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The Current State of the US Auto Market

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  • ateixeiraateixeira Posts: 72,587
    They're often reported more than once, too, making the totals seem artificially high.

    I don't like when studies publish "most" lists but don't account for sales volume.

    Example: Camcord are the cars most often stolen.

    Well DUH!

    What I want to know are what are the odds of a specific car getting stolen, and to make it applicable maybe even how insurance rates compare for that model.

    If Toyota sells 100,000 Camrys and 1000 of them are stolen (1%), then they sell 10 FJ Cruisers and 3 of them are stolen (30%), then it's the FJ owner that should be worried, not the Camry owner.
  • busirisbusiris Posts: 3,490
    IMO, BMW seems to look at recall issues a bit like the proverbial ostrich... The company just buries its head in the sand and hopes the issue will go away.

    What's difficult for me to understand is the number of years covered in the last 2 major recalls. On the 5-series, IIRC, it was over 10 years, and its well over 5 years on the latest recall. It just seems odd that no one would realize a problem is indeed a problem for such an extended period.

    I have one car covered by the latest recall, but if I've had a problem, its been so minor I haven't even noticed it.

    IMO, recalls are just the new reality for all carmakers in today's world. AFAIC, unless a recall is for something major, like an exploding gas tank or sudden, warning-less total steering/brake failure, I don't see it as a major issue, other than a black eye for the manufacturer.
  • ateixeiraateixeira Posts: 72,587
    edited February 2013
    I agree, in fact what I think we've seen over the past couple of years is a "catch up" period for issues that have existed for a while.
  • busirisbusiris Posts: 3,490
    A BMW spokesman said the company stands by its sales figures.

    Gee... What else would a spokesman say?

    "You caught us... We lied!"
  • busirisbusiris Posts: 3,490
    What I want to know are what are the odds of a specific car getting stolen, and to make it applicable maybe even how insurance rates compare for that model.

    I agree, and there's one more piece of information I'd like to know... The recovery rate.

    If Camcords are the most stolen, but mostly taken for short joyrides and recovered, how does that compare to high-dollar rides stolen and possibly never seen again?
  • ateixeiraateixeira Posts: 72,587
    Or all the SUVs that are stolen and taken across the border in Mexico. Good luck recovering those.
  • ateixeiraateixeira Posts: 72,587
    Taking a leaf from Apple, BMW dealers will hire product explainers

    Read more: http://www.autonews.com/article/20130213/ANE/302159998#ixzz2LSbU3400
    Follow us: @Automotive_News on Twitter | AutoNews on Facebook

    Cars have become so complicated. It's sad that this is needed, but I actually think it's a good idea.

    If I visit a BMW dealer that's the first person I would talk to. Maybe the only one.
  • busirisbusiris Posts: 3,490
    edited February 2013
    I saw that a day or so ago...

    This is a comment I thought was rather obvious about just about anyone who has a job doing anything...


    The salesman has a complicated job," said Ian Robertson, BMW board member for sales and marketing. "He has to understand product, he has to be trained and he has to understand financial services.
  • tlongtlong CaliforniaPosts: 4,774
    The salesman has a complicated job," said Ian Robertson, BMW board member for sales and marketing. "He has to understand product, he has to be trained and he has to understand financial services.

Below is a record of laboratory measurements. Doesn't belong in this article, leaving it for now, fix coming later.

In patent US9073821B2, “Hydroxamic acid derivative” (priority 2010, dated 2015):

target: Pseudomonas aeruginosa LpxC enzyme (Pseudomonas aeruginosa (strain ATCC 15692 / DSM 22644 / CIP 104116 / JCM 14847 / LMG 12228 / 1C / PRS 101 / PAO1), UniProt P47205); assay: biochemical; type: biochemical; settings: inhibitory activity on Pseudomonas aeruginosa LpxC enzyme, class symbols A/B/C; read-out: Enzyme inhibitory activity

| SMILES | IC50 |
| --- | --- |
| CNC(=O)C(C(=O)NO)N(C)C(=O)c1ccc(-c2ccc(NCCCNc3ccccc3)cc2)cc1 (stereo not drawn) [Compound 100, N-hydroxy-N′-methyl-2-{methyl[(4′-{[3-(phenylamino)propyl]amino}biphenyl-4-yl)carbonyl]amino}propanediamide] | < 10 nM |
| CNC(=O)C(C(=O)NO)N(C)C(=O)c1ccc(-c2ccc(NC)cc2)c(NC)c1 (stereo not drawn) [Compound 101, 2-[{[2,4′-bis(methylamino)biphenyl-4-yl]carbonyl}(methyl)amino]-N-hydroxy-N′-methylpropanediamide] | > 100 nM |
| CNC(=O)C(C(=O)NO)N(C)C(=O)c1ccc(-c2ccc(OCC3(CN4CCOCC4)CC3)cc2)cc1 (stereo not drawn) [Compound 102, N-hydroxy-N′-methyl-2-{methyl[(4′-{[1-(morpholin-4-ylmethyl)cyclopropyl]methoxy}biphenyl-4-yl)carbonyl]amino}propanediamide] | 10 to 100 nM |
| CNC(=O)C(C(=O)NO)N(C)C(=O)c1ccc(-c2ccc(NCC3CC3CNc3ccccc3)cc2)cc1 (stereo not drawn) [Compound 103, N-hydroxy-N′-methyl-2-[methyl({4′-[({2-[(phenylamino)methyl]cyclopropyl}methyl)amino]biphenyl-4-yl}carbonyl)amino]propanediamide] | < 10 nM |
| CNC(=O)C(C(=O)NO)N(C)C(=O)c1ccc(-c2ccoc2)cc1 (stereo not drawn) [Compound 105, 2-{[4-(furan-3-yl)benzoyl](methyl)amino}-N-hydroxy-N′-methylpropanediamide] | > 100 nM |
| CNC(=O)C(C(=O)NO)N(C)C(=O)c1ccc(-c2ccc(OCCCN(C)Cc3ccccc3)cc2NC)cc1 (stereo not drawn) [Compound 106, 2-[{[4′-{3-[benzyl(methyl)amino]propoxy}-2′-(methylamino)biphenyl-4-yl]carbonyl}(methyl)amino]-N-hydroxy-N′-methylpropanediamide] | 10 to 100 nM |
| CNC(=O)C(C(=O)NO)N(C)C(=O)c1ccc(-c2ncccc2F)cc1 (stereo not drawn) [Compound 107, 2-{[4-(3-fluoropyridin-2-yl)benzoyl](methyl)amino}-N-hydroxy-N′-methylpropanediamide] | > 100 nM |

I'm sure we've all been in dealerships where we act a bit dumb and the sales person obviously knows much less about the car than we do.

    I'm amazed that auto dealers let people so ill-informed sell their cars.
  • ateixeiraateixeira Posts: 72,587
    And all the models at auto shows. Go off script and they're completely lost.
  • fintailfintail Posts: 34,164
    MB should hire "geniuses" - I'd apply. A couple people I dealt with told me I should be in there selling (as I have product knowledge), but I am not a seller, I am more like "if you don't want to buy it, fine, see ya".

    The salesperson I worked with and the prepper or whatever it can be called (handled test drive, paperwork - he told me he wasn't on commission) had both been in the job 20+ years, and were well enough informed. The main salesman even drives a nearly identical car to my new ride.
  • ateixeiraateixeira Posts: 72,587
    I could probably do it for Subaru, and I'm about as far from a salesman as you could get.

    In fact I think they'd need to train us not to turn people away.
  • uplanderguyuplanderguy Kent, OHPosts: 7,494
    I'm not being vain, but I don't believe I've ever bought a new Chevy where the salesman knew as much as I did about the product. Some, should have been ashamed, they were so ill-informed.

    Some of this might be warm and fuzzy feelings on my part, but the most knowledgeable salesman I ever dealt with, was the older fellow who sold my Dad his new Chevys and had been the dealer's Service Manager before selling cars. He sold me my first new car, in January '81. In our small town, if you were a jerk salesman, it got around quick. Everybody liked this guy. I saw him a couple years ago, shortly before he died, and he didn't remember me but remembered my Dad and said I looked like him. He apologized for having some dementia.
  • ateixeiraateixeira Posts: 72,587
    You'd be totally qualified to be a Chevy Genius, if they had 'em.
  • tlongtlong CaliforniaPosts: 4,774
    MB should hire "geniuses" - I'd apply. A couple people I dealt with told me I should be in there selling (as I have product knowledge), but I am not a seller, I am more like "if you don't want to buy it, fine, see ya".

    What do you think of the C-class. I really like the size and looks of the current style have been thinking about buying a 3-ish year old one. I would like stick and I guess that's not available, sadly.
  • tlongtlong CaliforniaPosts: 4,774
    You'd be totally qualified to be a Chevy Genius, if they had 'em.